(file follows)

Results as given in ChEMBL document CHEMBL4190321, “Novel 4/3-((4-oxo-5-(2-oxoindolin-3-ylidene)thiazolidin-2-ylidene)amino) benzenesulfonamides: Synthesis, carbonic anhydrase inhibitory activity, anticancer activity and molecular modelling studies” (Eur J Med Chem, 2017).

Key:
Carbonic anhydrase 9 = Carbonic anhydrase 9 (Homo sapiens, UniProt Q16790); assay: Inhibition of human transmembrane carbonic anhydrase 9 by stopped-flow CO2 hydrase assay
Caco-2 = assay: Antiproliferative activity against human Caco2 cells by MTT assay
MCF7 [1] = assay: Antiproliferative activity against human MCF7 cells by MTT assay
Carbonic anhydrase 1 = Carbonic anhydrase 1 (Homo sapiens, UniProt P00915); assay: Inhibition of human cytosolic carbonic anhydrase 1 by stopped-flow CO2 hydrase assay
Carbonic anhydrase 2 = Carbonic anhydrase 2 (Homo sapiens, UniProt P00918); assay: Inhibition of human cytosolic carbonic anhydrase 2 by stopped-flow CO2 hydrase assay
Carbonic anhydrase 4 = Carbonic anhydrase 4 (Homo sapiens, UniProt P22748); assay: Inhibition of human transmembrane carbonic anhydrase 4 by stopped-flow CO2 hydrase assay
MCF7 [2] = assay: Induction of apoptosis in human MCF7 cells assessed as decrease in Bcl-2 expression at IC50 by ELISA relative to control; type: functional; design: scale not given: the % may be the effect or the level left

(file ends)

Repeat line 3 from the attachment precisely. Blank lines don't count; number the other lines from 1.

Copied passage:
Carbonic anhydrase 9 = Carbonic anhydrase 9 (Homo sapiens, UniProt Q16790); assay: Inhibition of human transmembrane carbonic anhydrase 9 by stopped-flow CO2 hydrase assay